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I have a LEGO structure I would like to import into Minecraft. I have a digital camera, but no other specialist tools. Is there any way of doing this?

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up vote 7 down vote accepted

I don't know of any way in particular. One potential problem with doing this would the the relative differences in height to width to length ratios. All of the blocks in Minecraft are cubes, whereas a 1x1 LEGO brick is taller than it is wide and long. A direct translation of brick to block would end up with a structure that is too short in Minecraft.

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Wouldn't the structure be too 'tall'/narrow, not short? –  muntoo Oct 27 '11 at 3:05
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@Muntoo The 1x1 brick is taller which would make the Minecraft block shorter relative to it. –  Pubby Oct 27 '11 at 18:48
    
@Pubby8 Oh, OK. I was thinking of 2x2 bricks being one Minecraft piece. (I haven't played Minecraft.) –  muntoo Oct 28 '11 at 5:22
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I know of no existing tool. But for a surface scan your best bet would be to use a Microsoft Kinect with some framework like openFrameworks.

Projects involving this solution already exist for 3d printing, so why not making one for Minecraft.

You could try to get some developers on it. You could ask Mojang to create the tool.

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Don't think, that Mojang would do that ;) –  Sibbo Oct 25 '11 at 21:21
    
@Sibbo Who knows? They could get a partnership with LEGO and end up doing just that ;) –  Coyote Oct 25 '11 at 21:23
    
Something like that was on hackaday... I'll get the link –  Tim Oct 26 '11 at 6:28
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Here is a devilish little plan for doing a crazy stunt in Minecraft. I see 2 ways of preparing useful geometries for Minecraft

1. Scanning I would not try to scan in a LEGO model. Colors and block positioning would most likely be lost. The worst problem one would face is the detection of inside surfaces, concave shapes. In other words, scanning the inside of a LEGO house would be quite problematic. So for me it`s a no-no.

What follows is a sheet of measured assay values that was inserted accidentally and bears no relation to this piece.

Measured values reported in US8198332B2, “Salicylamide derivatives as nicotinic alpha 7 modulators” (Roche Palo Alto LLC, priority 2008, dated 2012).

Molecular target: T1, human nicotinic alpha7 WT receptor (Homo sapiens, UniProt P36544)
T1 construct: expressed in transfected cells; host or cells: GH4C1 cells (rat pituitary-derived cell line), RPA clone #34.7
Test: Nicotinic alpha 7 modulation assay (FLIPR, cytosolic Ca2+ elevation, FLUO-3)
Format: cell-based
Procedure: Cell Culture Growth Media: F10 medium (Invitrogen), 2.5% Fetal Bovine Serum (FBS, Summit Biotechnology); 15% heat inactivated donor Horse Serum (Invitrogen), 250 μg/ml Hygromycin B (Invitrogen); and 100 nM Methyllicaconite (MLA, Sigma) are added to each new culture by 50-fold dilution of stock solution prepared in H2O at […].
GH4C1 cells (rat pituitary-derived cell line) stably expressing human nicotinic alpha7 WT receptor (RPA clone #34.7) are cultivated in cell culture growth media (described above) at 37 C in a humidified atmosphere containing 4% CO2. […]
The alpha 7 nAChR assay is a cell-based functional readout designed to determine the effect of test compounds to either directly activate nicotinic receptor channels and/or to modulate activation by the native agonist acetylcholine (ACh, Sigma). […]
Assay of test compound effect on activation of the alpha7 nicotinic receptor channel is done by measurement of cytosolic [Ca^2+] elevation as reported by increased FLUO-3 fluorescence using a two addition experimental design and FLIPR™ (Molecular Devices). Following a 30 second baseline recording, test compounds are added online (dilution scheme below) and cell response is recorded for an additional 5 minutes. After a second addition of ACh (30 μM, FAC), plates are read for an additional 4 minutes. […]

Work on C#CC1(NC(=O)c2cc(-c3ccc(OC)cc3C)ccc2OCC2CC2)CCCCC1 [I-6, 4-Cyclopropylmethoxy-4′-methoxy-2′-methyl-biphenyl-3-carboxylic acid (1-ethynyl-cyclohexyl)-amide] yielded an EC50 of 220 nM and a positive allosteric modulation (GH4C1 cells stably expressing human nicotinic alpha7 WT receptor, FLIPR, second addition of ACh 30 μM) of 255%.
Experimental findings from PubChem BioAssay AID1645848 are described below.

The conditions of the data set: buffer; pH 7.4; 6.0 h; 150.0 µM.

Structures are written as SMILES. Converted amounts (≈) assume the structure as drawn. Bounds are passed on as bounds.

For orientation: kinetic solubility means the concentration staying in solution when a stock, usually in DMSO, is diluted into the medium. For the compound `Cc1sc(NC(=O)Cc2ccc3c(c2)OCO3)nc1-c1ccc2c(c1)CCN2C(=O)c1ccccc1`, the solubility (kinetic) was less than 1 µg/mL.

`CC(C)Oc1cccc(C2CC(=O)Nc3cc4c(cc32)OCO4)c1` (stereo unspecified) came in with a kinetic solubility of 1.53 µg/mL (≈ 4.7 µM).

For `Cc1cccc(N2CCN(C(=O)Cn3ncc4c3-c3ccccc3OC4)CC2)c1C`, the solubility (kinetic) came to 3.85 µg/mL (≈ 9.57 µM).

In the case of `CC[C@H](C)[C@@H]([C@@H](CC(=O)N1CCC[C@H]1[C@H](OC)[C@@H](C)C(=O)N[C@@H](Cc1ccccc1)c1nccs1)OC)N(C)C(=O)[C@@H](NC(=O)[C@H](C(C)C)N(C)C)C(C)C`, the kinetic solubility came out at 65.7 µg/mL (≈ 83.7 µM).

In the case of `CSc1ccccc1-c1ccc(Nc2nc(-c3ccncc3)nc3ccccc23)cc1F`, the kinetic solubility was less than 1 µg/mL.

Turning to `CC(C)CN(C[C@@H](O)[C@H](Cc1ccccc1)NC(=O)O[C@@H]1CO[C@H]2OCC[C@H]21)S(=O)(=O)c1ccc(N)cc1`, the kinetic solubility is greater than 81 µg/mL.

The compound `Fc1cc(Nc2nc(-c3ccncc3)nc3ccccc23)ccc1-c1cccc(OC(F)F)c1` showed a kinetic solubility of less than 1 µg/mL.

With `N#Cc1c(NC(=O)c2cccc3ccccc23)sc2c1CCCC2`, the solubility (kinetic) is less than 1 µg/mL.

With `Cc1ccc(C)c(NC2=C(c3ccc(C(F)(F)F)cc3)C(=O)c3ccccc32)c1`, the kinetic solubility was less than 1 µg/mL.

2. CAD I would rather try to create the LEGO model using a visualization software. Let me suggest Autodesk 3ds Max software or Autodesk Maya software for achieving this. You can find free bricks and models meshes right here. Additional information on lego visualization can be found on the Okino's website.

Why am I suggesting these products?

  1. because of their API and scripting abilities. 3ds Max and Maya have a C++ API (Max even has .net bindings which open up to any CLI language (Iron Python)). 3ds Max has Maxscript, Maya has MEL which are as easy to use as script languages can get.
  2. because they have a one month trial period, which is surely enough for throwing out a minecraft stunt.
  3. Lego visualization is something already done using these products. see here

    flickr user bloggerknight's rendering of a snowspeeder LEGO model on 3ds Max 9 and using the VRay renderer

So, provided you follow these steps and are in one or the other software with your model, you will need to translate the geometry into minecraft unit. This is where API and scripting becomes handy. It should be a fun little algorithmic challenge.

  1. compute the volume bounding box.
  2. Iterate for each minecraft unit in the volume (1x1 cube, whatever the scale chosen) .Figure out if there is something solid in there worth representing by a minecraft unit (I'd go for 50% occupancy). Figure out to most important color or compute the average
  3. Serialize the newly computed minecraft geometry in a minecraft compatible geometry file
  4. Smile. you've achieved quite a challenge even if some (including my wife) would consider it pointless

Note : The software solution above naturally solve the scaling incompatibility between LEGO and minecraft units. Enjoy.

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Do you guys think the visualization part of my answer should go under it`s own question? –  jfyelle Oct 27 '11 at 13:35
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